Washington would become the first state to require human traffickers to register as sex offenders, according to the prime sponsor of a bill that won unanimous approval Wednesday in the state Senate.
The bill, which earlier gained passage in the House, now goes to the governor’s desk.
House Bill 1791 designates the crime of human trafficking in the first degree as a sex offense if force, fraud or coercion is used.
Rep. Kevin Parker, R-Spokane, the sponsor, said the measure is part of a larger effort to fight trafficking in the state.
In 2003, Washington became the first state to pass a law criminalizing human trafficking.
On Tuesday, the state Senate also unanimously passed a bill — already approved in the House — that would give victims of trafficking a better chance of finding work or housing. House Bill 1292 would allow those victims to petition a judge to clear their records of prostitution-related convictions.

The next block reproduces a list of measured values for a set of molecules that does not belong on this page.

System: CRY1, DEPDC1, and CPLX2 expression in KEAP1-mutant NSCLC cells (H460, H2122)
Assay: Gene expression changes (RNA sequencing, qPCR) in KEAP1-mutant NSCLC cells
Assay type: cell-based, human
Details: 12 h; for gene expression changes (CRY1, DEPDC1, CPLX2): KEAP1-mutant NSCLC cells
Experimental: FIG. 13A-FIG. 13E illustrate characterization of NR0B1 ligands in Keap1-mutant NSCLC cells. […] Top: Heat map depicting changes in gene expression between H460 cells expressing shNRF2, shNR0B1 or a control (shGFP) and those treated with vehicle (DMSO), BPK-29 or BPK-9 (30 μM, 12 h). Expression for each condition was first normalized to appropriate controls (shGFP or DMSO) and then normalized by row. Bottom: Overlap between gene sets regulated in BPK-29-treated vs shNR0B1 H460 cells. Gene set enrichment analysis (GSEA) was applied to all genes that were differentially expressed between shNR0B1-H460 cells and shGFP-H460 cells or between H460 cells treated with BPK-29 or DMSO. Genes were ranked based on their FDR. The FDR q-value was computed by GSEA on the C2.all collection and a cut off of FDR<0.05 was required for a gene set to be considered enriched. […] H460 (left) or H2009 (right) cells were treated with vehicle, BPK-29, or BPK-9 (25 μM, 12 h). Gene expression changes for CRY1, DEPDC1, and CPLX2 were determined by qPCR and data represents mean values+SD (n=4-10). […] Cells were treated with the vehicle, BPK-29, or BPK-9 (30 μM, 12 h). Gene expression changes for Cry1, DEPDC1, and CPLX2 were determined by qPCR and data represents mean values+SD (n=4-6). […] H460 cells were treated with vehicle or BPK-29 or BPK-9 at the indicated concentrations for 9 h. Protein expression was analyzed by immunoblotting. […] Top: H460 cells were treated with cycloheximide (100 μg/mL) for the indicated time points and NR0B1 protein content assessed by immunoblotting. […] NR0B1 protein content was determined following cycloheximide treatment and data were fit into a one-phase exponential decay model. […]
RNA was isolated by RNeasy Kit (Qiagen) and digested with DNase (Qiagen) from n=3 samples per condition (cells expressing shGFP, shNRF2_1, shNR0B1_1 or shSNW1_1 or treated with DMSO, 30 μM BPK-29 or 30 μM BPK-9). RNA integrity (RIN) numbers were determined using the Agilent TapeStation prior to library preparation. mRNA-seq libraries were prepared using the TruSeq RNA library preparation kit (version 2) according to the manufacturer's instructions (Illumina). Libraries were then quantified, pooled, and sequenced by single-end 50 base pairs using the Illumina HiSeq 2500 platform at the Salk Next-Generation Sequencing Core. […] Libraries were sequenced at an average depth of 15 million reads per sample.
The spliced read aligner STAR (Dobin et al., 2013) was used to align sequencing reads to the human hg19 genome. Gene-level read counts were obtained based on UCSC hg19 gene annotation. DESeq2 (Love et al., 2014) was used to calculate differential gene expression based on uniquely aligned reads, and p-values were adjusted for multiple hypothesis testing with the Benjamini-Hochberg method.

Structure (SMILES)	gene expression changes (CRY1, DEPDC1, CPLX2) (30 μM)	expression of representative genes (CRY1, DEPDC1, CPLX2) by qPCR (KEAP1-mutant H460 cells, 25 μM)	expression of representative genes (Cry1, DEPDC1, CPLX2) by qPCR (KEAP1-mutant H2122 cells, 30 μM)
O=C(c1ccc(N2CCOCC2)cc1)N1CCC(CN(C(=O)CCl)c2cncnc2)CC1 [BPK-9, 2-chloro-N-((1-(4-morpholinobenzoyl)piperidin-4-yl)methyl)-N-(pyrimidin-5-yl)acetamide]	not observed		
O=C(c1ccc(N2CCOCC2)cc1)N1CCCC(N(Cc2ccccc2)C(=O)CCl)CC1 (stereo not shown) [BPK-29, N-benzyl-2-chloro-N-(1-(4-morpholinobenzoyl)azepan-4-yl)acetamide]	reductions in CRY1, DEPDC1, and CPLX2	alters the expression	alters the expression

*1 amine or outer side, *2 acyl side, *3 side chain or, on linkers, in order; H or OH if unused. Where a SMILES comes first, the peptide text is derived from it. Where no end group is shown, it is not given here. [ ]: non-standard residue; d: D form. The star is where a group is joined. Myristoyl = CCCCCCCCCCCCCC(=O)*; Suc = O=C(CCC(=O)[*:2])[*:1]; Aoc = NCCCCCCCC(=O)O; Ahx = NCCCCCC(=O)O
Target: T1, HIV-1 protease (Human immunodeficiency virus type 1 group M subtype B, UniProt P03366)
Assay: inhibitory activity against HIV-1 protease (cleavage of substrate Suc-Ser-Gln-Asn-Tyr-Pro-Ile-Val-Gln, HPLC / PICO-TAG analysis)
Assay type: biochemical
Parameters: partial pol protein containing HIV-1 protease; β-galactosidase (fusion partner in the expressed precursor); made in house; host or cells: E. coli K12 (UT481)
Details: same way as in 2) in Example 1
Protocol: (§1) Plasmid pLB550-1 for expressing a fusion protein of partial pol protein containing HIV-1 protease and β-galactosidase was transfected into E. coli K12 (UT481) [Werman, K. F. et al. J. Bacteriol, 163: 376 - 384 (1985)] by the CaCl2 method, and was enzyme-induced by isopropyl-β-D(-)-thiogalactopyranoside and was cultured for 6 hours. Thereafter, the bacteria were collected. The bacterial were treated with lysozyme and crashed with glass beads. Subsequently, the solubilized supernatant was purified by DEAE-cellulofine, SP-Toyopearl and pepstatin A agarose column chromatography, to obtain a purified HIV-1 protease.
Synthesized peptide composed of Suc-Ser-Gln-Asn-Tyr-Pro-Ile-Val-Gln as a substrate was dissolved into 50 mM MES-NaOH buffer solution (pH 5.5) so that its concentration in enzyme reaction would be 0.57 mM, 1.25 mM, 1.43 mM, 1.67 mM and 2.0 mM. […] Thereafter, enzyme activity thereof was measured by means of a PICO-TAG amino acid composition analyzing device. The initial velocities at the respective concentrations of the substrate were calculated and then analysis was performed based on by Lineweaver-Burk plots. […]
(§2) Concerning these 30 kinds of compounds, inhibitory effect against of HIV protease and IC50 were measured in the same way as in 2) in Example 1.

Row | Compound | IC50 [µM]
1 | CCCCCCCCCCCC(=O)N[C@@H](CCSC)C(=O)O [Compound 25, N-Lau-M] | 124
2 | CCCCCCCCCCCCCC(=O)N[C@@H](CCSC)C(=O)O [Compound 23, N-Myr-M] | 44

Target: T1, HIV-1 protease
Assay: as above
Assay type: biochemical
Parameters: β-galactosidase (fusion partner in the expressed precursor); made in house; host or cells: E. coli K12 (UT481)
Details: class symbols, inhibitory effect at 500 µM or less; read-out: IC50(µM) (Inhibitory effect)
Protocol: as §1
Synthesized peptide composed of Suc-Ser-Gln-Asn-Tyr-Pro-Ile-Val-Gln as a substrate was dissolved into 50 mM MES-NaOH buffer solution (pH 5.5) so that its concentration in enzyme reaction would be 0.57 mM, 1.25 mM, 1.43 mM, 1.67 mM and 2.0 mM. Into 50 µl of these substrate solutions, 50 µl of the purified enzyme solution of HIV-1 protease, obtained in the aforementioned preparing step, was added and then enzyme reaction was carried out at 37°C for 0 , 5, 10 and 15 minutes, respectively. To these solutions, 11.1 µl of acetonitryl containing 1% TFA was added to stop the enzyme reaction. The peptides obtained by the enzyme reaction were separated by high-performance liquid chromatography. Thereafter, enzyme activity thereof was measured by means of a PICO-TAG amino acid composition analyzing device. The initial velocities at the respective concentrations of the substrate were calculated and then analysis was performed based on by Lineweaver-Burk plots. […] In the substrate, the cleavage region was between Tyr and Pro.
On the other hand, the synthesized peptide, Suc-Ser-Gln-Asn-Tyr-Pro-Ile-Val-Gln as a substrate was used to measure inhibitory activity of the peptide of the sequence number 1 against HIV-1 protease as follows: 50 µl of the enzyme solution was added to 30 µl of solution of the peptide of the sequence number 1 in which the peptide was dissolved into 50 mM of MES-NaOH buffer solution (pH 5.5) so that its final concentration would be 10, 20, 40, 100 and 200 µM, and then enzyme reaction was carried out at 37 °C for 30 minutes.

Many young women trying to rebuild their lives are hindered by prostitution convictions, which show up on criminal-background checks required for job and housing applications. As many as 500 youths, some as young as 11, are working as prostitutes in King County, according to the city of Seattle’s Human Services Department.
Another bill did not make it through before a committee-vote deadline. House Bill 2644 would have made it a crime to force someone into work by withholding or threatening to withhold or destroy immigration documents,or by threatening to tell law enforcement that the person is in the United States illegally.